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Interview of Milton Friedman
Conducted by Robert L. Hetzel
June 29, 1996

Milton Friedman: …Let me put it in a different content for a moment. I’m sure you
know about Schumpeter’s famous claim that the third decade, that is the productive decade,
every, his argument, that every scientist, whatever discipline, almost, the really important
decade in his work is the third decade, between the ages of 20 and 30. And I’ve-I think it’s an
enormous amount of value to that, except that I’ve tended to modify it and to say that what’s
important is the first decade in which he’s acted in a profession in which he makes his name.
For example, Vilfredo Pareto was an engineer in his third decade, but his main
contributions to economics and sociology date from his first 10 years as an economist and
sociologist. And if you take other exceptions of people like Ricardo, who was a stock broker
in his third decade, but, who in the first 10 years when he started to work and when he did all
his work. And I think in general that first 10 years period, Alfred Marshall is a perfect
example. He really never did a damn thing intellectually beyond the age of about 33 or 4.
But in the sense of the basic theoretical structures, it was all completed by then.
Robert L. Hetzel: I’m going to put it somewhat differently in your case. I would say
yes, as concerns the temperament, your intellectual temperament that is the way you took
your passion for clear, analytical taxonomic thought, and the way that you combined that with
your interest in statistics, your empirical bent. That is-that temperament came together—
Milton Friedman: Now, I think you’re right about that.
Robert L. Hetzel: —at that time.
Milton Friedman: I’m not quarreling with your conclusions, but your initial
statement. I do think, whether it’s ’52, ’53, ’54, that the major aspects of my thought were
pretty well set by then, and that since then, in the last 40 years, it’s been a development of
application to different problems. But, I’m not so sure, and the question is why? And I’m
sure that the answer is a very straightforward one.

The University of Chicago was a very intellectually stimulating environment,
particularly at that time. The presence there of Knight, Aaron Director—Aaron, I’m sure,
played a large influence, Lloyd Mints, you know, Henry Simon’s died, as you know, just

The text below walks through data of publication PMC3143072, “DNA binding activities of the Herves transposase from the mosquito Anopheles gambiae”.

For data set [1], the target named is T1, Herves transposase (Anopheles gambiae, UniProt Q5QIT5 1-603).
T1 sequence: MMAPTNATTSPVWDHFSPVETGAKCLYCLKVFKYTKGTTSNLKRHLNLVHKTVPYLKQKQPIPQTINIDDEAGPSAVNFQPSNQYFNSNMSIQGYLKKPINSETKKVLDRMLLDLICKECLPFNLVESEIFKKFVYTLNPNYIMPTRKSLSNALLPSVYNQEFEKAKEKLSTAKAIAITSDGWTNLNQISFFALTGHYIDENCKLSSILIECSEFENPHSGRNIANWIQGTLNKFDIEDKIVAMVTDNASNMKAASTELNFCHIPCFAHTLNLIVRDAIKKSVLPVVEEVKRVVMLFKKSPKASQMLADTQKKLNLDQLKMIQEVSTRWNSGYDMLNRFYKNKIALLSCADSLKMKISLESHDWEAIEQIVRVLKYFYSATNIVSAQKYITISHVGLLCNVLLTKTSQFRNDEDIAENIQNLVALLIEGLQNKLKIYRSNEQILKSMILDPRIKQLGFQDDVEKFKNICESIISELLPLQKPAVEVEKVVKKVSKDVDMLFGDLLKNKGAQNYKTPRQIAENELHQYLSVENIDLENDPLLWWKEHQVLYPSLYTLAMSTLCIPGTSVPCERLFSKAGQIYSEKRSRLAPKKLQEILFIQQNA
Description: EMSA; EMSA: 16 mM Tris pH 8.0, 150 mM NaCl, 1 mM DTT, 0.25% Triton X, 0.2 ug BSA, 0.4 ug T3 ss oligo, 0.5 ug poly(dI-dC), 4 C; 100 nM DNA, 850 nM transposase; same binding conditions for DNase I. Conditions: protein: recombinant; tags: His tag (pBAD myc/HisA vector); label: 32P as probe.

about the time I came in. The best batch of graduate students at Chicago, uh, any university
ever had because of the return from the war because of the GI Bill. We had a really
remarkable group of graduate students. And it was a very intellectually active and stimulating
Now, let’s remember that the, from this point of view, that the wartime years from ’40,
from ’39, really from ’40, in my case, to ’45, were kind of a digression from a straight path of
development. Three of those years I spent at the Treasury Department, and that was in the
field of economics, and I did learn a great deal—I’m sure I benefitted.
But one of the things I noted along your line when I came across in doing the memoir,
when I came across a memo that I had written at the Treasury Department on inflation, it was
a straight—I may have said this to you before—it was a straight Keynesian memo.
Robert L. Hetzel: Yes, I have some of those quotes here. In fact, I think in your
article for the Committee on Economic Development fiscal and monetary policy you say,
“That the reason the government has to set wages and prices in certain professions is to
prevent a cumulative-a destructive cumulative deflation.” And you said that late in the ‘40s.
Milton Friedman: I didn’t think that I-did I say that?
Robert L. Hetzel: Yeah.
Milton Friedman: That the reason the government had to fix prices? I can’t believe
that. You’re not—and you’re thinking, maybe Economic Development.
Robert L. Hetzel: Let’s see, you said, “Moreover, the adoption of such a proposal,”
and this is where money supply would vary with the deficit, but the deficit would be balanced
over the cycle—“would provide some assurance against cumulative deflation and thereby
tend to make flexibility of prices a good deal easier to achieve since government support for
monopolistic practices of special occupational and industrial groups derives in large measure
from the obvious waste of general deflation and the need for protection against it.”
Milton Friedman: Well, I guess that’s right. It would make it easier to achieve. See,
the difference is, I don’t think that sentence says that it’s desirable to have those prices. See,
there are two different questions: explaining why you price fixing and whether it’s desirable
to have fixed prices. And I thought you were originally attributing the main view that it was
desirable and that it would, in fact, serve the purpose of sending a serious deflation. But that
isn’t what that says. That says that the reason why you have support for it is because…
Robert L. Hetzel: [Inaudible 00:07:01] Okay. Okay.


Milton Friedman: It’s the same thing like the minimum wage in there, for example.
The reason you have support for the minimum wage is the belief that it will help lower
income people. But that doesn’t mean it’s a valid belief. And I think if you’ll read that